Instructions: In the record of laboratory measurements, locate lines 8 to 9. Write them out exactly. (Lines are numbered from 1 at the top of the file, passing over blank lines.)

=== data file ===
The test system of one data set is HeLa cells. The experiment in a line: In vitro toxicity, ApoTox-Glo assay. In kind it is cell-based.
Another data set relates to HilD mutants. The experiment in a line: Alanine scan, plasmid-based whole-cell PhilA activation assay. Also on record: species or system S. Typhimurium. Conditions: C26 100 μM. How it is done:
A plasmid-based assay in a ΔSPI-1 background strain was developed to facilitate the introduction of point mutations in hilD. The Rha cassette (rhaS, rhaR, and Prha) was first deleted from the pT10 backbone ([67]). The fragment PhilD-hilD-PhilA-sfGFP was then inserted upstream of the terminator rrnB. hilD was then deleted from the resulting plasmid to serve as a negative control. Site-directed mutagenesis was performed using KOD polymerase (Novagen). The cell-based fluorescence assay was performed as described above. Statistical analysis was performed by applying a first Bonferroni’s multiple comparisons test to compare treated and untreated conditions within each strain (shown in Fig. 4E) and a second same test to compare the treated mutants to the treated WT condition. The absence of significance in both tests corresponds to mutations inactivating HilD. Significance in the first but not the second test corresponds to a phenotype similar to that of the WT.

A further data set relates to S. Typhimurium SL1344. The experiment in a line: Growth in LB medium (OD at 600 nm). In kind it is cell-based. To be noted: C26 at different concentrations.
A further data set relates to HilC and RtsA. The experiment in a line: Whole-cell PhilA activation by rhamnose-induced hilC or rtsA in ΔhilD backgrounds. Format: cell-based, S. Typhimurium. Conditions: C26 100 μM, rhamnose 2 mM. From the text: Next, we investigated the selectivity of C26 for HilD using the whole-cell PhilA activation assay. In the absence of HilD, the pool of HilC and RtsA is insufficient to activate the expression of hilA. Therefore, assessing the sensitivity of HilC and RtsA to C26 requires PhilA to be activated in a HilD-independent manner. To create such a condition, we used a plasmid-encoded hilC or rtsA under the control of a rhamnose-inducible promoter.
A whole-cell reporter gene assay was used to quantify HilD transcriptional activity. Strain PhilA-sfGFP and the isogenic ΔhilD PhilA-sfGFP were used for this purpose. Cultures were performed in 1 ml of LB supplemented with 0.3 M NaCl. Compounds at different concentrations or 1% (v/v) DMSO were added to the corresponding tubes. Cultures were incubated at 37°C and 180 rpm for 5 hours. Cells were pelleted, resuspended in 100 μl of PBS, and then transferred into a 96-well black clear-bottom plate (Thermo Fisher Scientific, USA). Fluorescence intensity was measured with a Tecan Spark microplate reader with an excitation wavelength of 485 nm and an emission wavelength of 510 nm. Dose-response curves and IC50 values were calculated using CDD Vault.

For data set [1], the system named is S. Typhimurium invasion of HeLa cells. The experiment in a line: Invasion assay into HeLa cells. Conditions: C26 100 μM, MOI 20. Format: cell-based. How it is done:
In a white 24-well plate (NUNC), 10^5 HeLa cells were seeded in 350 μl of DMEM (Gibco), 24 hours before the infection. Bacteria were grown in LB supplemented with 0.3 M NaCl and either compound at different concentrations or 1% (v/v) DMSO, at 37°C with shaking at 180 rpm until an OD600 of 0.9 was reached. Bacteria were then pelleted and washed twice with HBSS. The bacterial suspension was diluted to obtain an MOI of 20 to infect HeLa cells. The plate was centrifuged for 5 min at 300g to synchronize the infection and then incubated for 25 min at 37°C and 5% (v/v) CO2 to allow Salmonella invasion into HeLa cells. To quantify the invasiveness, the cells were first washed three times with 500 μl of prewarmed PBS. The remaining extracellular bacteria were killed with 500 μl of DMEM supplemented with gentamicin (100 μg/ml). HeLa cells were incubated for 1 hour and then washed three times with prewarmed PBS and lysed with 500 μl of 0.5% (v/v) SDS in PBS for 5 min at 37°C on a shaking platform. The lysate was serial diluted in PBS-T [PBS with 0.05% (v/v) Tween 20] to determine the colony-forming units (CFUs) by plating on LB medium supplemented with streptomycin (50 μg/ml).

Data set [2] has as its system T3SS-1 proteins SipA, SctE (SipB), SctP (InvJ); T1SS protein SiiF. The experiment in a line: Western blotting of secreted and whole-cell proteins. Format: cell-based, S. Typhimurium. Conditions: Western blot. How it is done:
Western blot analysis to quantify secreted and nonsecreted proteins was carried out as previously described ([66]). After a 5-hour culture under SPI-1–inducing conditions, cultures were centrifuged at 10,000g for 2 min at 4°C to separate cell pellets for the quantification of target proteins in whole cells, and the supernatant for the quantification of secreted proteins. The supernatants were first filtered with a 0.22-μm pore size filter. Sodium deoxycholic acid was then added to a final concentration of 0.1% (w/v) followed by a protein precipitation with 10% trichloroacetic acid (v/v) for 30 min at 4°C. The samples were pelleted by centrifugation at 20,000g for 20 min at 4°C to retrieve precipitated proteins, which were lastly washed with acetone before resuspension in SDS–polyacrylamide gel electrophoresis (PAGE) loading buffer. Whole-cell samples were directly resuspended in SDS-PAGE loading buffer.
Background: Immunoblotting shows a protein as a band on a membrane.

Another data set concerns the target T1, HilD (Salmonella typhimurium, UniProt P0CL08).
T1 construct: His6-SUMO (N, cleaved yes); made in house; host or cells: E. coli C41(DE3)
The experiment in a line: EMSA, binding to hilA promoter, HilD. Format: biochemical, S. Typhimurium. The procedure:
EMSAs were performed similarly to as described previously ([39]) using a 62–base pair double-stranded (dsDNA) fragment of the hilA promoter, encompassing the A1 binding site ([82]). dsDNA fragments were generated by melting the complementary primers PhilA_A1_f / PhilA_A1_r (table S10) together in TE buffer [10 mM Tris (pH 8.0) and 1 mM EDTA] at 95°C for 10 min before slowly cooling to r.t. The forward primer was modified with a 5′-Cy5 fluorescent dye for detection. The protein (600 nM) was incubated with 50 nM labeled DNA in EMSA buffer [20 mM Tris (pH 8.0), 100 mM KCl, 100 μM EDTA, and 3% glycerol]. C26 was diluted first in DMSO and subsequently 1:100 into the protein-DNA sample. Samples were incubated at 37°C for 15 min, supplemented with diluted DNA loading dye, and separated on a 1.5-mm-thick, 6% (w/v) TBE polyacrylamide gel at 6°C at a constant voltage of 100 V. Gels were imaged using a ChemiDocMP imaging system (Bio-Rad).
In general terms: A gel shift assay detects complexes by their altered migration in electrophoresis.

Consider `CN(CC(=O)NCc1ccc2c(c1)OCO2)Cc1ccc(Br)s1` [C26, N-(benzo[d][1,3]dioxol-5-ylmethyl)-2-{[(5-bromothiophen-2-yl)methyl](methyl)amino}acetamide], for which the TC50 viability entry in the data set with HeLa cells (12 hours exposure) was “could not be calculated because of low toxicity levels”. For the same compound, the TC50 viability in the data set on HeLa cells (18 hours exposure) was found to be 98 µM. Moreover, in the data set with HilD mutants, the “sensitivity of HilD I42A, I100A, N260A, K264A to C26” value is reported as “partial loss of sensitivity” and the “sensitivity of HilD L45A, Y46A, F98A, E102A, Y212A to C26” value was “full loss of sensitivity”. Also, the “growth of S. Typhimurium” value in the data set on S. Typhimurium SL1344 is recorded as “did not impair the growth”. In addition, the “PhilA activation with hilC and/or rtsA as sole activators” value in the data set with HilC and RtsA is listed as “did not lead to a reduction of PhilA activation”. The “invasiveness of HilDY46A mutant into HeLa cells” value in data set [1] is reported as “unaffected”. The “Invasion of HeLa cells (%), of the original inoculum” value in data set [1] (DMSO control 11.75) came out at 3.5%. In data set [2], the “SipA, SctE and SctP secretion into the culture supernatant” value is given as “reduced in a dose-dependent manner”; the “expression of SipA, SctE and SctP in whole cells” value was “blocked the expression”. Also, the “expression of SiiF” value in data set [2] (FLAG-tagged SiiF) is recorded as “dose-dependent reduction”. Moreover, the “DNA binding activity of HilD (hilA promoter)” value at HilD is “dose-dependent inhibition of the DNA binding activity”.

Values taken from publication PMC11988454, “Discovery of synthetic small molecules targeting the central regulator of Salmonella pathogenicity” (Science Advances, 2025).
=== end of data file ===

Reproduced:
In a white 24-well plate (NUNC), 10^5 HeLa cells were seeded in 350 μl of DMEM (Gibco), 24 hours before the infection. Bacteria were grown in LB supplemented with 0.3 M NaCl and either compound at different concentrations or 1% (v/v) DMSO, at 37°C with shaking at 180 rpm until an OD600 of 0.9 was reached. Bacteria were then pelleted and washed twice with HBSS. The bacterial suspension was diluted to obtain an MOI of 20 to infect HeLa cells. The plate was centrifuged for 5 min at 300g to synchronize the infection and then incubated for 25 min at 37°C and 5% (v/v) CO2 to allow Salmonella invasion into HeLa cells. To quantify the invasiveness, the cells were first washed three times with 500 μl of prewarmed PBS. The remaining extracellular bacteria were killed with 500 μl of DMEM supplemented with gentamicin (100 μg/ml). HeLa cells were incubated for 1 hour and then washed three times with prewarmed PBS and lysed with 500 μl of 0.5% (v/v) SDS in PBS for 5 min at 37°C on a shaking platform. The lysate was serial diluted in PBS-T [PBS with 0.05% (v/v) Tween 20] to determine the colony-forming units (CFUs) by plating on LB medium supplemented with streptomycin (50 μg/ml).

Data set [2] has as its system T3SS-1 proteins SipA, SctE (SipB), SctP (InvJ); T1SS protein SiiF. The experiment in a line: Western blotting of secreted and whole-cell proteins. Format: cell-based, S. Typhimurium. Conditions: Western blot. How it is done: